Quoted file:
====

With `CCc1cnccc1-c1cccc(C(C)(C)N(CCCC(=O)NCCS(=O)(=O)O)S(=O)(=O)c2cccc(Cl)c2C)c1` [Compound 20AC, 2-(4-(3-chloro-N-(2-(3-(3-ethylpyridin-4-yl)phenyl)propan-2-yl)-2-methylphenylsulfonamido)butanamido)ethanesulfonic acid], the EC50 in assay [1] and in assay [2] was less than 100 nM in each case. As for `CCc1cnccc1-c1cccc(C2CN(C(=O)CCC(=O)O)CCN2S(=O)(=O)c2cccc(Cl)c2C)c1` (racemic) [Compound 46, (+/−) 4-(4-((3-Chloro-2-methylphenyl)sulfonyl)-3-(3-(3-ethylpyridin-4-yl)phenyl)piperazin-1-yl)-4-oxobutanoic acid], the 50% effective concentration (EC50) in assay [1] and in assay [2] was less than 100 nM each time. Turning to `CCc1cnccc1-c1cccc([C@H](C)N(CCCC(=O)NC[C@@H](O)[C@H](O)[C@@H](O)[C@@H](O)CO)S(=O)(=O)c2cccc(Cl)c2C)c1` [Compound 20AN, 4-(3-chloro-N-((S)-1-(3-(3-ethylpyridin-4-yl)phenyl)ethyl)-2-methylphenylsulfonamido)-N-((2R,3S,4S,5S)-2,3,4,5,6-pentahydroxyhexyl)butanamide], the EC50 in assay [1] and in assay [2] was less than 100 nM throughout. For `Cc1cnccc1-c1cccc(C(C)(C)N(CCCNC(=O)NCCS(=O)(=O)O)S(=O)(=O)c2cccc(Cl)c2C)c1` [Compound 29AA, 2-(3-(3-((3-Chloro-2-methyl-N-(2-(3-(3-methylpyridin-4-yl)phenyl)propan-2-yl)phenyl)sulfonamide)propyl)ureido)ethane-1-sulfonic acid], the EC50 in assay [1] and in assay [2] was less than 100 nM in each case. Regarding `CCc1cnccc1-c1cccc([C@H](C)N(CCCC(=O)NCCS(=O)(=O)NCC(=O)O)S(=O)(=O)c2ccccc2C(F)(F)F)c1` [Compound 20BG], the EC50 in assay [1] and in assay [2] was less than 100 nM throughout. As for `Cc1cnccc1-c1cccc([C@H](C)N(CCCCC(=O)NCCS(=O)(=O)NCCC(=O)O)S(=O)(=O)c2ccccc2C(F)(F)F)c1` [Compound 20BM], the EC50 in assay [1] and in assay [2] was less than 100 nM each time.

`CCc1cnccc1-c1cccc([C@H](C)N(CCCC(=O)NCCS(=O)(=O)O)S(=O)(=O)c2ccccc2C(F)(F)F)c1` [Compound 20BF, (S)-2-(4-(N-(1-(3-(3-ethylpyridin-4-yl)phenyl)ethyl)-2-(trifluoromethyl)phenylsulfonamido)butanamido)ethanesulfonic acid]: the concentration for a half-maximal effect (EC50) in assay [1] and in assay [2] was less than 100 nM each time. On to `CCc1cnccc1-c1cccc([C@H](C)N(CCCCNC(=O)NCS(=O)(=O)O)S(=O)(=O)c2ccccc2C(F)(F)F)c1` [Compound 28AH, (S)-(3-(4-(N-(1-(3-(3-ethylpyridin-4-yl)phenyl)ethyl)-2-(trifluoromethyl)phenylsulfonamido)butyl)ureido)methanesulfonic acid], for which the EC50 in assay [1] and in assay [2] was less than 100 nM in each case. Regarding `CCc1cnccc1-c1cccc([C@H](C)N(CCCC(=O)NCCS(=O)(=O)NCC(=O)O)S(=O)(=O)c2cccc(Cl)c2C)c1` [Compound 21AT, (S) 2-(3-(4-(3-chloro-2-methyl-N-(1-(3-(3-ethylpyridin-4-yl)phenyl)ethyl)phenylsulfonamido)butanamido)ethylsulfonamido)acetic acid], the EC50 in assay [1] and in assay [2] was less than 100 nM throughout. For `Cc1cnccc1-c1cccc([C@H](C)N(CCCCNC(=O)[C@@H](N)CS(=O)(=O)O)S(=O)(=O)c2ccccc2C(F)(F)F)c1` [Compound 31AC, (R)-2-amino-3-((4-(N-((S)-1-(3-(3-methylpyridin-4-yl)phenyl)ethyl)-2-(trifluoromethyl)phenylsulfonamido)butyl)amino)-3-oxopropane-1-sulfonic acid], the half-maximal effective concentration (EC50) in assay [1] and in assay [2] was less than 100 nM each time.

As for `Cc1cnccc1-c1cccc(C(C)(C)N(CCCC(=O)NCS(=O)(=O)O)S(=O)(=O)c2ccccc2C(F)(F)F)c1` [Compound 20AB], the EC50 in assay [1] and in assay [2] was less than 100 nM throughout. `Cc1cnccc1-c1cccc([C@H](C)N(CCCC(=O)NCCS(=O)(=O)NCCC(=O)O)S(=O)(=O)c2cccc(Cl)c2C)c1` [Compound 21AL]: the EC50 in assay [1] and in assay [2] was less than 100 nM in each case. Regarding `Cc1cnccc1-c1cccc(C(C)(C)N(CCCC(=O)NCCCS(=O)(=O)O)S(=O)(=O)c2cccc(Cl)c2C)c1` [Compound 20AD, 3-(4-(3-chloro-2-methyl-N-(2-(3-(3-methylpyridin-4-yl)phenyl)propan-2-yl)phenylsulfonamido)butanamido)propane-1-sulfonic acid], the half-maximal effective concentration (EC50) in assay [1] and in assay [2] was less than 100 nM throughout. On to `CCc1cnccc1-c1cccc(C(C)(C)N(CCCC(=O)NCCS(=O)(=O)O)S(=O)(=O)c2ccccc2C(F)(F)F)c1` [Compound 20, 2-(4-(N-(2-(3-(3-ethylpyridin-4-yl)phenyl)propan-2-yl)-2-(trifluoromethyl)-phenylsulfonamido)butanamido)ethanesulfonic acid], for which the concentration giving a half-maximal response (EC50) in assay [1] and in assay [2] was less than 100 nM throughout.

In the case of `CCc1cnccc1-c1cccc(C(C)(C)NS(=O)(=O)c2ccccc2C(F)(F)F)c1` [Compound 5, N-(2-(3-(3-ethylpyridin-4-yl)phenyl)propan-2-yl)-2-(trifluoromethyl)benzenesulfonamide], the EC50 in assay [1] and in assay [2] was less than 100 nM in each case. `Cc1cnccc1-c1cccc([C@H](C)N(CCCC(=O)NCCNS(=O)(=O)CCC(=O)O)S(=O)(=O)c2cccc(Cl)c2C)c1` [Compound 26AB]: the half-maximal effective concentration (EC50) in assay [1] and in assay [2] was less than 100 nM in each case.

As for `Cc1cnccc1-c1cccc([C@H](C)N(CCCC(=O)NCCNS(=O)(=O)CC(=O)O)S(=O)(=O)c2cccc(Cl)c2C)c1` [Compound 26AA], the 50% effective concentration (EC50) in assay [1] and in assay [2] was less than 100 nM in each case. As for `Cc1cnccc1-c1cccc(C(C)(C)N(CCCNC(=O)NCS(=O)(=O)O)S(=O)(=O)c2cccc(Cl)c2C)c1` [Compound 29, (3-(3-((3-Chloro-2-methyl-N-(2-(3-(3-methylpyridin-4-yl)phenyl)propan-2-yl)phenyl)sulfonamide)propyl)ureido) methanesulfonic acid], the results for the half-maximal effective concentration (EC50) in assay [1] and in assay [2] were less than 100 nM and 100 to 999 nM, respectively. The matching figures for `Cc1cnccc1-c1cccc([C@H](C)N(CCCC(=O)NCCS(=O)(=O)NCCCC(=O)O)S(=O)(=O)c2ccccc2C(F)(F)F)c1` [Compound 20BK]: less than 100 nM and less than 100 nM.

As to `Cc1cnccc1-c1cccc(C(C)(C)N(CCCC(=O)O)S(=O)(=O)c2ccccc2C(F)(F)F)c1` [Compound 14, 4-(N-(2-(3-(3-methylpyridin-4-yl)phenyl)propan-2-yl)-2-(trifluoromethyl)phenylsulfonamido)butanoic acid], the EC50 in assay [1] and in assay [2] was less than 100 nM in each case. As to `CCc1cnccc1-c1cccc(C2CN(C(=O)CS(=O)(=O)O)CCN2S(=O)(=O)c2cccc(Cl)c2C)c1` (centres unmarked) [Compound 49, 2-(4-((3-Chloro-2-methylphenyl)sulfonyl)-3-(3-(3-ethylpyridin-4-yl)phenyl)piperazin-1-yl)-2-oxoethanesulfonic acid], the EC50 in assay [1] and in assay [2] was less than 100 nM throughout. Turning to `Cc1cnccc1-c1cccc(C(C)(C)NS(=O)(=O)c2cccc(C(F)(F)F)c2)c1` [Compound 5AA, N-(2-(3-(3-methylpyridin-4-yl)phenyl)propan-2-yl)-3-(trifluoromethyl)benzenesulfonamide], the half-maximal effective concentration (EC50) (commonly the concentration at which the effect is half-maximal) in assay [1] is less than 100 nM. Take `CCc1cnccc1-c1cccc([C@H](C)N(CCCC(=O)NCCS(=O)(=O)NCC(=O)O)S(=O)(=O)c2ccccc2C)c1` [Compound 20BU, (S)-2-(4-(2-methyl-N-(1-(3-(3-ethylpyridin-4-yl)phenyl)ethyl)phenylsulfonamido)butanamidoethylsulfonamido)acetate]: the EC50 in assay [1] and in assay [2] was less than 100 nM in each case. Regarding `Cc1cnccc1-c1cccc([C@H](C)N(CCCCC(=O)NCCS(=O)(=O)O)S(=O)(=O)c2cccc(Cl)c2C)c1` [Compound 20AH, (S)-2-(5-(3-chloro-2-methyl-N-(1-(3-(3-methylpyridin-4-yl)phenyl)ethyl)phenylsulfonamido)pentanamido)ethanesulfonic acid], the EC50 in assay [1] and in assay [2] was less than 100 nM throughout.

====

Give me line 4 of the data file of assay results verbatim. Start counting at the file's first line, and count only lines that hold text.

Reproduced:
In the case of `CCc1cnccc1-c1cccc(C(C)(C)NS(=O)(=O)c2ccccc2C(F)(F)F)c1` [Compound 5, N-(2-(3-(3-ethylpyridin-4-yl)phenyl)propan-2-yl)-2-(trifluoromethyl)benzenesulfonamide], the EC50 in assay [1] and in assay [2] was less than 100 nM in each case. `Cc1cnccc1-c1cccc([C@H](C)N(CCCC(=O)NCCNS(=O)(=O)CCC(=O)O)S(=O)(=O)c2cccc(Cl)c2C)c1` [Compound 26AB]: the half-maximal effective concentration (EC50) in assay [1] and in assay [2] was less than 100 nM in each case.